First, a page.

Not gone to Birmingham
We should be in Birmingham. Except that we haven’t gone there. We are still in Edinburgh. My younger brother, Peter, has a 70th birthday this weekend. Sadly he isn’t very well: what he thought was long COVID turned out to be a brain tumour. He was bravely going ahead with a party beside the river outside Evesham. But his daughter, Rosie, has diagnosed positive for COVID, and so the party is off. At least for the time being. He’s feeling pretty low at the moment, probably a reaction to hefty doses of radio- and chemo-therapy. Pray for him if you will. And for his wife Alice.
Home in Edinburgh
We were going to stay with my older brother and his wife in Birmingham. But their daughter is in a bad place too, so instead we are unexpectedly at home. I realise that I am not very good at being flexible; at making plans, or in this case altering them, at short notice. But we began Thursday by walking down to Waverley Station to talk to the booking office. It seems that one of the by-products of COVID is that LNER are refunding in full all tickets unused because of illness. Even the cheapo Advance Singles that we had bought. A big Thank You to Kate, the Refund Queen.
In a spirit of adventure we took the far back exit from the station, and came out in Calton Road with a fine view of the neo-classical Waterloo Bridge above us. The bridge was built, or at least begun, in 1815 in order to connect the previously isolated Calton Hill with the eastern end of Princes Street. It bridges what was a steep ravine and the main arch is some fifty feet above the street below.
A little further down the street we came to the historic Calton New Burial Ground. This was built as a supplement to Old Calton Burial Ground, and sits on a steep south-facing slope. Near the entrance are the tombs of the Stevenson family of light-house builders, one of whom was the father of Robert Louis Stevenson. In the top corner there is a romantic looking watch tower, built to deter body-snatchers. The tower was apparently occupied as a house until the 1950s, and was once occupied by a family with ten children. The cemetery offers splendid views south-east over Holyrood Palace and the Scottish Parliament towards Arthur’s Seat and Salisbury Crags.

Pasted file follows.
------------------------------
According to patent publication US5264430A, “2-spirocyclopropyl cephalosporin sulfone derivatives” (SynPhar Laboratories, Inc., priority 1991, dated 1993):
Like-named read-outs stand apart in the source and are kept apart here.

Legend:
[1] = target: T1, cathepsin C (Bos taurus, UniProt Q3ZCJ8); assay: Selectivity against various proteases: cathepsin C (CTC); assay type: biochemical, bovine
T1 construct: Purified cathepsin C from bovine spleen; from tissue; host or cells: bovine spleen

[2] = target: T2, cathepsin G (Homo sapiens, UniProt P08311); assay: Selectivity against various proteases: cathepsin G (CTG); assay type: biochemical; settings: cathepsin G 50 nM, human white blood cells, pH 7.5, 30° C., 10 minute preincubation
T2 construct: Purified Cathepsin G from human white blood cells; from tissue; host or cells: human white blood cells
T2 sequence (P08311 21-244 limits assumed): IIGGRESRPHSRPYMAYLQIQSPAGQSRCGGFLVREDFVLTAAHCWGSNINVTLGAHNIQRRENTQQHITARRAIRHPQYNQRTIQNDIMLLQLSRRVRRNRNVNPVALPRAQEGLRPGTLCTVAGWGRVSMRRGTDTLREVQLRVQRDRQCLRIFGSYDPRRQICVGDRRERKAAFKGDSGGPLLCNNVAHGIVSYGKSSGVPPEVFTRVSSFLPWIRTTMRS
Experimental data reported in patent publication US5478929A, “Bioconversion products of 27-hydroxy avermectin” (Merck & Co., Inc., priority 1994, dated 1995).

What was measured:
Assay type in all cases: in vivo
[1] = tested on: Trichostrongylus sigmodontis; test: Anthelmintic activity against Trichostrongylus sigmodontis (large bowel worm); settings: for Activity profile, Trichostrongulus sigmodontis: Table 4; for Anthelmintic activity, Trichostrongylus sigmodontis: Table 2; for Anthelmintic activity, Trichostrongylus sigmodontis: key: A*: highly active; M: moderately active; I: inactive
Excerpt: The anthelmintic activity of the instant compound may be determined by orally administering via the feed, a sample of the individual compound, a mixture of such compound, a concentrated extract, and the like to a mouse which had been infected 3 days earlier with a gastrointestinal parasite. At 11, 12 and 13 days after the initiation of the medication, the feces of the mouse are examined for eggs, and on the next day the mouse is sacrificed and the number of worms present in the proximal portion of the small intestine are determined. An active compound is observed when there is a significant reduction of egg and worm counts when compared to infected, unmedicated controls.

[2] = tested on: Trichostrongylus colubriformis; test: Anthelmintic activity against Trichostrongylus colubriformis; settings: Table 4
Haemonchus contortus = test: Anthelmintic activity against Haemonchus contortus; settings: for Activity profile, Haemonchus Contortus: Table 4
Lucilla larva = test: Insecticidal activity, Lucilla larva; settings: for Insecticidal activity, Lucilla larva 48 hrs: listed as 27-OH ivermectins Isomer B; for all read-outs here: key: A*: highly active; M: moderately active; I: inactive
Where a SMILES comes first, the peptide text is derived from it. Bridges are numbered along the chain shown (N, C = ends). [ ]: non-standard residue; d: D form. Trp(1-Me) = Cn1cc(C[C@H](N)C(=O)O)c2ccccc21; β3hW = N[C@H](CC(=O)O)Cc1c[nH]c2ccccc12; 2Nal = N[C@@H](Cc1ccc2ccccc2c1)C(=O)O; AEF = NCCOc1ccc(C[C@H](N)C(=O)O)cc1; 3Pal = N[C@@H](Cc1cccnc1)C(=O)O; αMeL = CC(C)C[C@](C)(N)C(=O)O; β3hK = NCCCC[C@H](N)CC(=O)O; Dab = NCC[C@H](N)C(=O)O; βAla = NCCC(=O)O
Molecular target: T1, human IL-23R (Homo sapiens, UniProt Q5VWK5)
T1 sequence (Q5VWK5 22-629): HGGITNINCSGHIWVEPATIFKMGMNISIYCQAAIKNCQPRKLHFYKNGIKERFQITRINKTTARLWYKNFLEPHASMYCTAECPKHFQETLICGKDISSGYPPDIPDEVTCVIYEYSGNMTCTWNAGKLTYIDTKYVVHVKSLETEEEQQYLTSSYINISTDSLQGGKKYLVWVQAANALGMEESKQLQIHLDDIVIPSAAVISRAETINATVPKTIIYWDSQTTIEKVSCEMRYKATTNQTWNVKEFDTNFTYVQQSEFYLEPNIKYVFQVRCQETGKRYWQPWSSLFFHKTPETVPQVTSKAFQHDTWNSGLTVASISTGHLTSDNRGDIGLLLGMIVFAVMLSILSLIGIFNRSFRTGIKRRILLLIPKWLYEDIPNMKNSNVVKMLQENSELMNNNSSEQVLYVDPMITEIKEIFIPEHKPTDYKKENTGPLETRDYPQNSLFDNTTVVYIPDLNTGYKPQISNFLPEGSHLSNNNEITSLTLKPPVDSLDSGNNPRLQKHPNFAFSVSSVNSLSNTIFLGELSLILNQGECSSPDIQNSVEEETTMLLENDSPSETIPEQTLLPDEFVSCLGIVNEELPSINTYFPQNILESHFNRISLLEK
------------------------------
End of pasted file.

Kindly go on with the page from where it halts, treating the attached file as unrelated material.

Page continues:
A walk round Loch Leven
The following day I took the X.56 bus across the bridge and up to Kinross to walk round Loch Leven. The circuit is about 19.5kms, depending on which website you believe; plus a bit more for getting to and from the bus stop. The surrounds of the loch are a Nature Reserve, and there is a surfaced cycle path all the way. Which means rather a lot of lycra-clad cyclists !
It’s an easy, flat walk with a total dénivelage of about 20 metres ! The RSPB information centre and cafe at Vane Farm below Benarty Hill is currently closed pending renovations. But there is a pop-up cafe, which serves excellent coffee together with a fine view over the eastern end of the loch.
Apple were doing one of those enormously frustrating things, demanding my Apple user name and password, and a 4-digit code [I don’t have one] before I could open my phone. Eventually I got it to work, to take a few photos and to tell Susie where I was.
It was a busy day at the tiny Scotlandwell airfield with several gliders being towed into the air. I remembered how these silent, silver apparitions used to spook Gus, our Border collie, when we walked him on Bishop Hill some thirty years ago on the way to Concern for Scotland meetings with Stephen Anderson in Perth. It’s funny how the second half of the walk seemed significantly longer than the first half. But there was still time for a pot of tea and a chocolate brownie in Kinross before getting back on the bus for Edinburgh.
And I sat on the bus coming home just wondering whether to have a go at [some part of] the Camino [to Santiago de Compostella] next year. Will the daily stages be too long ? Do I know anyone who might like to walk with me ? At roughly the same pace.